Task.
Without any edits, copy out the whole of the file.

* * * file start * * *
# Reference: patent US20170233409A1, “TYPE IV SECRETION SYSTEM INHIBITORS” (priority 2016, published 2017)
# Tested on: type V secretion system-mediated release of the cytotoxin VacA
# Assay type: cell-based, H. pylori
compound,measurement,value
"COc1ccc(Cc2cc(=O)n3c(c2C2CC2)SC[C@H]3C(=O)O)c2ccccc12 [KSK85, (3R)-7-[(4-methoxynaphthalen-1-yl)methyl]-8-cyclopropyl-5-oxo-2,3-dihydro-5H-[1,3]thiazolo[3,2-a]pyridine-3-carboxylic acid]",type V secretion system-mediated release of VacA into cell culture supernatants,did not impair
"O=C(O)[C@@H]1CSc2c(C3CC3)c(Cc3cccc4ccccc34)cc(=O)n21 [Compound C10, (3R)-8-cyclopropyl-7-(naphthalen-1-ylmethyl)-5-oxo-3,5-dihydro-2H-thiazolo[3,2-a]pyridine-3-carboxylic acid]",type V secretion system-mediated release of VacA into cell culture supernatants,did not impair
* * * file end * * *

# Reference: patent US20170233409A1, “TYPE IV SECRETION SYSTEM INHIBITORS” (priority 2016, published 2017)
# Tested on: type V secretion system-mediated release of the cytotoxin VacA
# Assay type: cell-based, H. pylori
compound,measurement,value
"COc1ccc(Cc2cc(=O)n3c(c2C2CC2)SC[C@H]3C(=O)O)c2ccccc12 [KSK85, (3R)-7-[(4-methoxynaphthalen-1-yl)methyl]-8-cyclopropyl-5-oxo-2,3-dihydro-5H-[1,3]thiazolo[3,2-a]pyridine-3-carboxylic acid]",type V secretion system-mediated release of VacA into cell culture supernatants,did not impair
"O=C(O)[C@@H]1CSc2c(C3CC3)c(Cc3cccc4ccccc34)cc(=O)n21 [Compound C10, (3R)-8-cyclopropyl-7-(naphthalen-1-ylmethyl)-5-oxo-3,5-dihydro-2H-thiazolo[3,2-a]pyridine-3-carboxylic acid]",type V secretion system-mediated release of VacA into cell culture supernatants,did not impair